A man working to curb the escalation of gun violence in Washington, D.C., was shot to death as he left his anti-violence training program, prompting a manhunt for his killer, friends of the victim and police said on Sunday.
Clarence Venable, 40, was gunned down Friday afternoon outside the headquarters of The Alliance for Concerned Men, a nonprofit that helps at-risk youth avoid the type of street crime that claimed his life, an official with the program told ABC News.
"We know his death will not be in vain. It's going to encourage all of us to do better," said Clayton Rosenberg, an official with The Alliance for Concerned Men.
Rosenberg said Venable began training three weeks ago to become a "violence interrupter" with "Cure the Streets," a pilot program launched in 2018 by the attorney general for the District of Columbia to prevent violence in some of the most crime-ridden neighborhoods in the nation's capital.
The program enables nonprofits like The Alliance for Concerned Men to hire and train people like Venable to foster peace in the communities they live in.
"The program hires and trains neighborhood residents who are credible in their community to work as 'violence interrupters,' who work to de-escalate violent situations and prevent crime before it occurs," according to the website for the attorney general in the district.
Venable had just finished his training session when he left the alliance's headquarters on Debois Place Southeast in the Greenway neighborhood of the district at about 2 p.m. and was shot multiple times just feet from the front door, according to police.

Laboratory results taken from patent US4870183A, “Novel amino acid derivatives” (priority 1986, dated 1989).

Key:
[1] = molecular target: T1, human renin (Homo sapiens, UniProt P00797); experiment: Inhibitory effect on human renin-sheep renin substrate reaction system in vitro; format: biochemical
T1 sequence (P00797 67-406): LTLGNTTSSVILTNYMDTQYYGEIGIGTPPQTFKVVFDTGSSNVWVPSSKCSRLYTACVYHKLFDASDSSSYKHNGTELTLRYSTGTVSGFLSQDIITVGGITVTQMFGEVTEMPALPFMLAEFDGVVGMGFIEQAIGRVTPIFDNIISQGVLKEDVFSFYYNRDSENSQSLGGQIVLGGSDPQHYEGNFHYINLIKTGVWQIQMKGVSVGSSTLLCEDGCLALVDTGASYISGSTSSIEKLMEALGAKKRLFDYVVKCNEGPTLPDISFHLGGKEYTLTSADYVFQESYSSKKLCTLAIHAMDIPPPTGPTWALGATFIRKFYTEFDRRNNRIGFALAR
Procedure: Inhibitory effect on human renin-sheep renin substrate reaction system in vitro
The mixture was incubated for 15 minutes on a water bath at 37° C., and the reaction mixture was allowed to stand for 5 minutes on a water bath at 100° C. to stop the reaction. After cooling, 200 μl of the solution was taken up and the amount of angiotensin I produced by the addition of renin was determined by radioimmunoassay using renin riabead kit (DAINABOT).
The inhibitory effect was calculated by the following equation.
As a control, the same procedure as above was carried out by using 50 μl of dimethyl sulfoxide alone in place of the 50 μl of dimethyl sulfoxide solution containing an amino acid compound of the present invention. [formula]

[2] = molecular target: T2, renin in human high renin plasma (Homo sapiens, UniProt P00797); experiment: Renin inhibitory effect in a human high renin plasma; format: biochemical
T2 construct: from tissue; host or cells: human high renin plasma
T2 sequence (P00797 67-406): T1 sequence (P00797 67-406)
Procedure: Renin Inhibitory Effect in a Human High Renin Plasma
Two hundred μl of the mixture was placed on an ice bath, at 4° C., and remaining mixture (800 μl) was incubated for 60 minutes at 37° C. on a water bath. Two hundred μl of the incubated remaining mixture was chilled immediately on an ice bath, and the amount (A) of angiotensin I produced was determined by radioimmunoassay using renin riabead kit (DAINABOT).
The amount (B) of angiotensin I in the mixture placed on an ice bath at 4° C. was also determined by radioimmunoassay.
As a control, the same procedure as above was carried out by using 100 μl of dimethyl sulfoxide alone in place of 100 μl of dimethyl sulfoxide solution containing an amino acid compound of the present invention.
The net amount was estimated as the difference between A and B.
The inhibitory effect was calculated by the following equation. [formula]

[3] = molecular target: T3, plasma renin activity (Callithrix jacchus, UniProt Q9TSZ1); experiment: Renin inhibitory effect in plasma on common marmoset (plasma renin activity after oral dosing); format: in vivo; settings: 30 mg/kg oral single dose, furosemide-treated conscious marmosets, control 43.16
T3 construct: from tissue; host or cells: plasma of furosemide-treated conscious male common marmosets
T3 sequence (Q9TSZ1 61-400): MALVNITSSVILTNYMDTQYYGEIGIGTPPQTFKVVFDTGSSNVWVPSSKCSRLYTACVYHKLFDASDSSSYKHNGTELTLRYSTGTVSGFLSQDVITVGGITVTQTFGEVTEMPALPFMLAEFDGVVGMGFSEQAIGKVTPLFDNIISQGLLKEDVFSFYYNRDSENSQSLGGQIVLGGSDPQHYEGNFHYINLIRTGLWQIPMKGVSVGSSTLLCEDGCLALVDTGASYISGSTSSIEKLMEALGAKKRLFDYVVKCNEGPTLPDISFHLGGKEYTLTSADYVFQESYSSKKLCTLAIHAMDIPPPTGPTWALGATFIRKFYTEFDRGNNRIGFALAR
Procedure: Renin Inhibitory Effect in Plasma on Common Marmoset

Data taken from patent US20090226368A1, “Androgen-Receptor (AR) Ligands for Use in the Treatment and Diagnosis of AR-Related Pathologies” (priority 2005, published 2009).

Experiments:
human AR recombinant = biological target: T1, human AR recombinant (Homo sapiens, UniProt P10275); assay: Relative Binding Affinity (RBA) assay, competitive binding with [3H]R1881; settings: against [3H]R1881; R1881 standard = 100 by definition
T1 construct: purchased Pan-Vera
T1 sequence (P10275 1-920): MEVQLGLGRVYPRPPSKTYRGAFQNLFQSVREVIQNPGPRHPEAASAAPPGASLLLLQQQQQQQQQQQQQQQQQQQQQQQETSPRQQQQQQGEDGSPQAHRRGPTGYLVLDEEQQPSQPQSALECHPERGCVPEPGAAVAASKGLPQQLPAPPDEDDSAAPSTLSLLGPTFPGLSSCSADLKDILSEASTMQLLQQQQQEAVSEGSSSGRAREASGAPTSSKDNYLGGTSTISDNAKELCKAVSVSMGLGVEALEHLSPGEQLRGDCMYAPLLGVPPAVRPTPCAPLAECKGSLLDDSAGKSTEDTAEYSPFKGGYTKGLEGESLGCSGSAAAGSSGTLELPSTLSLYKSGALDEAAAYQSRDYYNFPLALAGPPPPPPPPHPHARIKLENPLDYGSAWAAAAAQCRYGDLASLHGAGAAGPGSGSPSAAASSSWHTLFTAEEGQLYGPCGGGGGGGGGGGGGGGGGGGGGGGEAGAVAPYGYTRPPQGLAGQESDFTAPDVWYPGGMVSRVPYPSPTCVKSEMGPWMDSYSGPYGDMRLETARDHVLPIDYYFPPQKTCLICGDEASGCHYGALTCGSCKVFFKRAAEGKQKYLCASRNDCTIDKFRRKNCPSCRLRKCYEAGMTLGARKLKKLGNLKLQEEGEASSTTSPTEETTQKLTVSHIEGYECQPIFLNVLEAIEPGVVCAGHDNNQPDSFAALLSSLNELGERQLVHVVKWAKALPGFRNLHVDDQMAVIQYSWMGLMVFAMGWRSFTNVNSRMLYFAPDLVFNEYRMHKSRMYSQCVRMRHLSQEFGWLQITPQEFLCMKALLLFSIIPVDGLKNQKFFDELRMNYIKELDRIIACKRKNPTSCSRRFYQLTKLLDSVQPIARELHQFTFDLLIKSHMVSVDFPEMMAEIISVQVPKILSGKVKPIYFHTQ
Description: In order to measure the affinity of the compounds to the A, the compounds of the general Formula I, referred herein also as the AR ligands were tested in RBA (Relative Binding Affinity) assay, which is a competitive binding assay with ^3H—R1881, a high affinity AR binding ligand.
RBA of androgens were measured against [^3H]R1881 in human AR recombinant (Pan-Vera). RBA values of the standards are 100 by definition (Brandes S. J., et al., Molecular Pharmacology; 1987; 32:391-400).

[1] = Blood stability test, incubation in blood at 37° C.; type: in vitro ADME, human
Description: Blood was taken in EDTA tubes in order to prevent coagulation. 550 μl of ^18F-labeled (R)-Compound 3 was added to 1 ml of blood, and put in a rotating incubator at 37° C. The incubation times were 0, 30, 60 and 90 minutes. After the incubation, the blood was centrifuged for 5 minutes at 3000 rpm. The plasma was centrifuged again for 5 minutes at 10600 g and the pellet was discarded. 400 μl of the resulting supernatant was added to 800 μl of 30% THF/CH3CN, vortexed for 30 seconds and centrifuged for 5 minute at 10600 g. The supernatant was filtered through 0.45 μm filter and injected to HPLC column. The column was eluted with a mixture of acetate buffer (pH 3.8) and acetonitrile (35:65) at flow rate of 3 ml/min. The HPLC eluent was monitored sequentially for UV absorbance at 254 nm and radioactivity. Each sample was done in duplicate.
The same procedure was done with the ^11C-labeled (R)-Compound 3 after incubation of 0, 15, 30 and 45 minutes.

The victim was taken to a hospital, where he was pronounced dead.
A $25,000 reward is being offered for information leading to the arrest and conviction of Venable's killer, who remained at large and unidentified on Sunday, police said.
"We understand that this happened, but we're not going to live in fear. We have to keep doing this because we have so many people who are depending on us," Rosenberg said.
Like most of the people accepted to train as violence interrupters, Venable had a troubled past, Rosenberg said.
"At this particular moment, he was someone really committed to changing, really committed to transforming his life, and transforming other lives in the community, people going down the path that he once went down," Rosenberg said.
Rosenberg said he had just left his office on Friday to go to a bank when he got the call that Venable had been shot.
Donika Hardy, 37, the mother of Venable's three children, told the Washington Post that she was working at The Alliance for Concerned Men when she heard the gunshots and rushed outside to find the mortally wounded Venable.
"He was just lying on the ground," Hardy told The Post. "All I could do was stand there and look at him."
Rosenberg said it remains unclear if Venable was targeted because of his work in the Cure the Streets program.
"We have been there for the past 30 years and nothing like this has ever happened," Rosenberg said of The Alliance for Concerned Men. "This is shocking. But I'm a spiritual person and I see this as the devil working because he sees the change about to come and he doesn't want to see that."
District Councilman Trayon White posted a tribute to Venable on Facebook, describing him as a "victim of what you spent your last days on the front line trying to prevent."
"Today I had to watch your family grieve. I had to watch you, the funniest man I know, lay in the hospital lifeless," White wrote. "All you kept telling me was 'Tray, [I'm] going to help all the youngins get off the streets and they’re going to listen to me'."